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Camp Boylen is already full of doofy Boylenisms

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it’s hard to take any of this seriously, and some of it is perhaps dangerous

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Cleveland Cavaliers v Chicago Bulls Photo by Ethan Miller/Getty Images

Everything with the Bulls this offseason has the feel of taking objectively good news and then in the back of your mind think “great, but....Jim Boylen though

Like this training camp dispatch from Darnell Mayberry of The Athletic, focused on rookie Coby White. There’s good nuggets in there about White’s older brother being a coach for him, and his surprisingly NBA-ready physicality, but a lot of it is coming from Boylen.

So this is the same Boylen who will pepper in “spirit”, an oddity like “we’re thankful for him”, and then you remember this is the same guy who began the season heaping just-as-effusive praise on goddamned Gar Forman.

Some other early Boylen-isms making its way into his first training camp as an NBA head coach include “another step up the mountain”, a callback to his “top of the mountain” edict on media day.

Of course, there’s also his more troubling opinions on toughness. Thankfully, after a bleak first day, both Wendell Carter and Daniel Gafford were back in action. But I worry he’s once again conflating injury with weakness when he suggests Carter recovers because he’s ‘tough’. Or the ‘joke’ regarding Gafford’s comeback being “We gave him a glass of milk and sent him out there.” The Bulls proclaim to be so big on Boylen as a culture-setter, I wonder if there’s any concern that he’s fostering a culture of not admitting injury.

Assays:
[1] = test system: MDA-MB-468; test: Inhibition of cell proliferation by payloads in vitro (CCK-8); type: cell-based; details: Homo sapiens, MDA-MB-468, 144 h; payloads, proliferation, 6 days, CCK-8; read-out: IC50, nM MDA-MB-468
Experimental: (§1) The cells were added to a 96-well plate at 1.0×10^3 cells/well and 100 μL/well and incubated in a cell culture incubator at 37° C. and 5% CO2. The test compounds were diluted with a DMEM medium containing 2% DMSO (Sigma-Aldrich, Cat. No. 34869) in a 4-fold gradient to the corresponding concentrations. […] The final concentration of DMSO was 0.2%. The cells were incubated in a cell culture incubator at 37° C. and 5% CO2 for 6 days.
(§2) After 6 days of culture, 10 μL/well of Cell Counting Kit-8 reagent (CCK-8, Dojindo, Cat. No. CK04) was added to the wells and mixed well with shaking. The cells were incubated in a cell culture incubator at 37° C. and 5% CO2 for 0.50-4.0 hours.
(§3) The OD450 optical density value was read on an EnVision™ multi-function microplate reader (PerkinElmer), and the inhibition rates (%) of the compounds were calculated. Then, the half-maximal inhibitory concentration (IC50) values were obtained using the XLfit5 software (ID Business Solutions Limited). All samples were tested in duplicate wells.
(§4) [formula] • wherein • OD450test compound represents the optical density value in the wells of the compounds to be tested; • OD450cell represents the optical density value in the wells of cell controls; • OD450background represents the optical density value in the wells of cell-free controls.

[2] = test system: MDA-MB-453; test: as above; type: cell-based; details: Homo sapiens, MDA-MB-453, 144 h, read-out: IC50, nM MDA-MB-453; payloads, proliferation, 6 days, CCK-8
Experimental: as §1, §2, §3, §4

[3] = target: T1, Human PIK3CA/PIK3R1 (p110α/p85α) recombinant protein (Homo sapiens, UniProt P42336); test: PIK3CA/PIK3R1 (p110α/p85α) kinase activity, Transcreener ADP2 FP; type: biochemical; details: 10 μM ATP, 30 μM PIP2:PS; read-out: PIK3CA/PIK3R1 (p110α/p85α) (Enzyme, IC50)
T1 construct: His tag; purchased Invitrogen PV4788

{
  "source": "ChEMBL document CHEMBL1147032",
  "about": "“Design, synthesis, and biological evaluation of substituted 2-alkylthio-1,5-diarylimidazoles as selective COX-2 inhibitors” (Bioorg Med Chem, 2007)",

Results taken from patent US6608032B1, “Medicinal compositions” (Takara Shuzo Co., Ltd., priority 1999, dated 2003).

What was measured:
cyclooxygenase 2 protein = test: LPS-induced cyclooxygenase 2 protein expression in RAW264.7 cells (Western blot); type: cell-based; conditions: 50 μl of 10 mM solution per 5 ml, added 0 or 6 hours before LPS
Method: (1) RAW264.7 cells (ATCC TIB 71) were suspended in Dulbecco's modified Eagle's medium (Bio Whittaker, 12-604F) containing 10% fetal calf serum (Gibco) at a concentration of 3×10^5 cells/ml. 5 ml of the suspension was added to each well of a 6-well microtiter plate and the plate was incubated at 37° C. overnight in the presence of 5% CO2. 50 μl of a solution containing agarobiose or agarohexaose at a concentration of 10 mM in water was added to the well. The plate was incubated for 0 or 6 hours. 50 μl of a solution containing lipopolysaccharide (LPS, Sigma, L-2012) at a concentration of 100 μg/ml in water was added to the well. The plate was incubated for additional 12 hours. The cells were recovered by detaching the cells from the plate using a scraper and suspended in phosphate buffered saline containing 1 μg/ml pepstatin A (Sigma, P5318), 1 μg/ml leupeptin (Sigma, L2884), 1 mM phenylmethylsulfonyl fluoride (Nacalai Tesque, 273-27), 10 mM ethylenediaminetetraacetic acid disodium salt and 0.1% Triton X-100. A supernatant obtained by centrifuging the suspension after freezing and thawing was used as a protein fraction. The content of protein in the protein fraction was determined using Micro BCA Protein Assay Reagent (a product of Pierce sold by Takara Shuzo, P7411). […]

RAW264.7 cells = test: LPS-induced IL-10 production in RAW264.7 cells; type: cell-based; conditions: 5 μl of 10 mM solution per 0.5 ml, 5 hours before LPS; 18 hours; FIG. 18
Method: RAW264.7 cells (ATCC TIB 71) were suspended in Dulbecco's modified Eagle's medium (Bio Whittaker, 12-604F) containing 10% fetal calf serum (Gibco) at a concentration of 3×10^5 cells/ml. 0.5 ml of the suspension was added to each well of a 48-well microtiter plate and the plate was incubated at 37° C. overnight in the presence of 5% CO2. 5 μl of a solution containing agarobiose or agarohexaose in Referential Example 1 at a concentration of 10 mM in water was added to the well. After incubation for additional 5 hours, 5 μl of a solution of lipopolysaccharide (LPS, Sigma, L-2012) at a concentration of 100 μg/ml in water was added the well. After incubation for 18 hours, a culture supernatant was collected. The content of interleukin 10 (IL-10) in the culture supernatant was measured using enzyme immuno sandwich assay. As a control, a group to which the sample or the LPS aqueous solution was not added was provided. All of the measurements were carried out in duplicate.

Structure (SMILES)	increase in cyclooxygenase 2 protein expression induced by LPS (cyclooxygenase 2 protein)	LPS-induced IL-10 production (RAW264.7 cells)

The Bulls are holding very long practices, which Boylen (and Kris Dunn as well, to be fair when it concerns player buy-in) attributes as good for them mentally. But it may not be good for them physically, at least not so early before the season.

“I don’t want Zach and Lauri coming out of practice. They’ve got to take every rep, and they’ve been doing it.’’

This is all picking nits, but that’s what listening to Jim Boylen can make you do. He just constantly sounds so in over his head and out of touch (and then doubles-down on it) that it’s difficult to parse through the dumb noise and try and figure out if he can actually coach.

Like Stephen Noh (also at The Athletic) pointed out, Boylen’s stated desire to push the pace is great on its face, but nearly every NBA coach says this. And most notably Fred Hoiberg did this too, including a citation of a meaninglessly small sample size like the Bulls keep doing with the great February of 2019. And as Noh pointed out (like we did at the end of last year), even fluky Feburary wasn’t that great:

In February, the Bulls went 5-5 and opened up their offense. But they need to play even faster. They were only 15th in the league in transition frequency during that month, and they have young athletes up and down the roster that should let them break into the top five this year.

Boylen is difficult to take seriously, so it’s hard to buy in to any hype. Pushing the pace, load management, three points being more than two...these are all simple modern tenets that Boylen claims to understand, but we will need to see it in actual games. I guess to give him the benefit of the doubt, it’s less meaningful that we believe him than that the players do.